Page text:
• Setu Bandha Sarvangasana: Bridge Pose. Lie down this time on your back, then bend your knees. Lift your hips and torso, using your feet to push upward, but keep your arms on the mat. Interlace your fingers underneath you and push onto your shoulders. Hold for 30 seconds.
  • Supta Padangusthasana I: Reclining Hand-to-Big-Toe Pose I. Stay on your back, but this time we’ll be using a prop. Find a strap (a belt will work) and loop around the ball of your left foot, keeping a hold of the end of each strap in your left hand. Lengthen your left leg, lifting it up towards the sky without lifting on your left hip.
  • Supta Padangusthasana II: Reclining Hand-to-Big-Toe Pose II. Stay in the former position and keep hold of both ends of the strap in your left hand. Keep the right side of your body grounded as you extend your left leg out to the left side and lower it to the floor.
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You can repeat reclining hand-to-big-toe pose I and II on the right side as well for added benefits!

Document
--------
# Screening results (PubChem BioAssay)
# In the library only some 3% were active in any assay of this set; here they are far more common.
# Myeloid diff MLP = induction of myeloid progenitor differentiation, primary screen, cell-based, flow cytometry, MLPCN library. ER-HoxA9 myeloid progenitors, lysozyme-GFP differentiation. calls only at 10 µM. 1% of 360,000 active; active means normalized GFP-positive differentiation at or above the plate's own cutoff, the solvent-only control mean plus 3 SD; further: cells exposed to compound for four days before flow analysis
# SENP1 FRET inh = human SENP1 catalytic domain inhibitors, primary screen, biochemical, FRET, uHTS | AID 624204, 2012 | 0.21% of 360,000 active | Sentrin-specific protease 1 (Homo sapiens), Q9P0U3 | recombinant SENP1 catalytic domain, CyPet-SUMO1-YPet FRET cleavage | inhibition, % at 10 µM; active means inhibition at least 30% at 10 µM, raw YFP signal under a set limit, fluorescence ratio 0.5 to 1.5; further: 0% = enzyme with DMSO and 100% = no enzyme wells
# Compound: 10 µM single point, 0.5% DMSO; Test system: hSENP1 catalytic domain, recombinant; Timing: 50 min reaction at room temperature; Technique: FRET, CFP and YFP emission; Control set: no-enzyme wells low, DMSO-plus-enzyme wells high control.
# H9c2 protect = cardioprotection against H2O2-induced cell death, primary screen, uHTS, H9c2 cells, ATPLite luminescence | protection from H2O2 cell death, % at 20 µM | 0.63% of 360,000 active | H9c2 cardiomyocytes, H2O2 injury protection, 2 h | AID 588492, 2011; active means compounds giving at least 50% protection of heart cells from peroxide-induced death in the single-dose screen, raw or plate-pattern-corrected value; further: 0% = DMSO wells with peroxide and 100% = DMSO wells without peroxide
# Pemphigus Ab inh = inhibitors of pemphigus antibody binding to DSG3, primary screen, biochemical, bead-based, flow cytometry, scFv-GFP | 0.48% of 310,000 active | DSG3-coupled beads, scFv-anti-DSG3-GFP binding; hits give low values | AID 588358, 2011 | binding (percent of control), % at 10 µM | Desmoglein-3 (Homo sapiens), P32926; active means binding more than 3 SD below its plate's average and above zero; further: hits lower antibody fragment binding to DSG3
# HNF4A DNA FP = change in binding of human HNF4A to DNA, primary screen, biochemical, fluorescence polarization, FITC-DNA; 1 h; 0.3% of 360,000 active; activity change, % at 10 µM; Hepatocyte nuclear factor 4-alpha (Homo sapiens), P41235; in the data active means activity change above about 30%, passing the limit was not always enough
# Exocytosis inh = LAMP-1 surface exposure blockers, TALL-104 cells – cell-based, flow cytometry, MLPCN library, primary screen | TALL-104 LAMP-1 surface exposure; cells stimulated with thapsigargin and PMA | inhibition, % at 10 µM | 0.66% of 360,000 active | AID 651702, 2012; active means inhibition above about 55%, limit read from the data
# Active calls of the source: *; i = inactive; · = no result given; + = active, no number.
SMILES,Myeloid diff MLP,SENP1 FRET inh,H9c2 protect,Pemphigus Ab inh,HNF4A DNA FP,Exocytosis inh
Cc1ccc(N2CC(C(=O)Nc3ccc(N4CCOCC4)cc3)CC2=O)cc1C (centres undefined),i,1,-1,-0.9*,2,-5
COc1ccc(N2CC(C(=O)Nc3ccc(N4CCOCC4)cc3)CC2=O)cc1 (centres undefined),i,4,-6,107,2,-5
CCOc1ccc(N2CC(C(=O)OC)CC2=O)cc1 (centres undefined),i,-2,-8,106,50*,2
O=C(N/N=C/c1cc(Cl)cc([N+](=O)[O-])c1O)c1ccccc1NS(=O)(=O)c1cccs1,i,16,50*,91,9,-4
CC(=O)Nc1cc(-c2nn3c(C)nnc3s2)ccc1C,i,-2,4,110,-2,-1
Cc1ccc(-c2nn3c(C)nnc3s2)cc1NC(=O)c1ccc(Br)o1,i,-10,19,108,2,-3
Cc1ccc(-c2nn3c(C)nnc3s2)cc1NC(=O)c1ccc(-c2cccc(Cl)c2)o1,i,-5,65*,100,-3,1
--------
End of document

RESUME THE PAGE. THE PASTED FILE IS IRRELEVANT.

• Savasana: Corpse Pose. This one is easy so you can take a break at the end of your yoga session! You simply lie on your back with your legs about hip-width apart and let your feet rest pointing out from your body. Lay your arms down alongside your body with palms facing up. Rest for as long as you feel you need to.

That’s it! For just 12 minutes every day, you could improve your bone strength—not to mention your flexibility, balance, and better manage your stress!

Yoga for Bone Health

Although more research regarding bone health and yoga is needed, the study contains encouraging information that sufferers of osteoporosis can use yoga as an effective, easy, and cost-effective way to manage the condition.

You can also talk to your doctor more about how nutrition and weight-bearing exercises can help nourish and build your bones, especially if you’re looking to prevent osteoporosis.

Or, you could consider taking some yoga classes to enjoy even more benefits!

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Jenn Ryan
Health Expert
Jenn Ryan is a freelance writer and editor who's passionate about natural health, fitness, gluten-free, and animals. She loves running, reading, and playing with her four rescued rabbits.